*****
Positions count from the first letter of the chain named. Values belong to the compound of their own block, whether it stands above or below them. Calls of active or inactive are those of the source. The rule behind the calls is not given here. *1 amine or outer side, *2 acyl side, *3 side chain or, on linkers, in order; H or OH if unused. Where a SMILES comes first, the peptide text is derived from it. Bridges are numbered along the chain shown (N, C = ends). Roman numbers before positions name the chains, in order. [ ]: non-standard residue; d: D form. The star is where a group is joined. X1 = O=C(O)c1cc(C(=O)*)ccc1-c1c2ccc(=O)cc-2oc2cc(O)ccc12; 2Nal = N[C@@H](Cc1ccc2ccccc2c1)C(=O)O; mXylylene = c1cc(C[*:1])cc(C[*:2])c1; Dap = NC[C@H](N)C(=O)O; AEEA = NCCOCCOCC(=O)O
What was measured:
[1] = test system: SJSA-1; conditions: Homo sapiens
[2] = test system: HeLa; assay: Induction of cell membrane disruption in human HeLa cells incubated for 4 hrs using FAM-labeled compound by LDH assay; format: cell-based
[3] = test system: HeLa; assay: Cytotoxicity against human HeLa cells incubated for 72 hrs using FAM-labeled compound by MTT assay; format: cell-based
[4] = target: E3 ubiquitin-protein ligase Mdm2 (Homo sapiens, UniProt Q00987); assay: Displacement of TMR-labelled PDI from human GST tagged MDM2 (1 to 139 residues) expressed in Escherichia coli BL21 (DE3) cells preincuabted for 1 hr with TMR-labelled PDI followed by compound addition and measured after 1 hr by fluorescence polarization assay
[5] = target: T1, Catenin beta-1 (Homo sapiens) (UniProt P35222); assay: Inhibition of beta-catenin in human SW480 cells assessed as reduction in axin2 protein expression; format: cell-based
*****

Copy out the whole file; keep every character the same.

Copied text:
Positions count from the first letter of the chain named. Values belong to the compound of their own block, whether it stands above or below them. Calls of active or inactive are those of the source. The rule behind the calls is not given here. *1 amine or outer side, *2 acyl side, *3 side chain or, on linkers, in order; H or OH if unused. Where a SMILES comes first, the peptide text is derived from it. Bridges are numbered along the chain shown (N, C = ends). Roman numbers before positions name the chains, in order. [ ]: non-standard residue; d: D form. The star is where a group is joined. X1 = O=C(O)c1cc(C(=O)*)ccc1-c1c2ccc(=O)cc-2oc2cc(O)ccc12; 2Nal = N[C@@H](Cc1ccc2ccccc2c1)C(=O)O; mXylylene = c1cc(C[*:1])cc(C[*:2])c1; Dap = NC[C@H](N)C(=O)O; AEEA = NCCOCCOCC(=O)O
What was measured:
[1] = test system: SJSA-1; conditions: Homo sapiens
[2] = test system: HeLa; assay: Induction of cell membrane disruption in human HeLa cells incubated for 4 hrs using FAM-labeled compound by LDH assay; format: cell-based
[3] = test system: HeLa; assay: Cytotoxicity against human HeLa cells incubated for 72 hrs using FAM-labeled compound by MTT assay; format: cell-based
[4] = target: E3 ubiquitin-protein ligase Mdm2 (Homo sapiens, UniProt Q00987); assay: Displacement of TMR-labelled PDI from human GST tagged MDM2 (1 to 139 residues) expressed in Escherichia coli BL21 (DE3) cells preincuabted for 1 hr with TMR-labelled PDI followed by compound addition and measured after 1 hr by fluorescence polarization assay
[5] = target: T1, Catenin beta-1 (Homo sapiens) (UniProt P35222); assay: Inhibition of beta-catenin in human SW480 cells assessed as reduction in axin2 protein expression; format: cell-based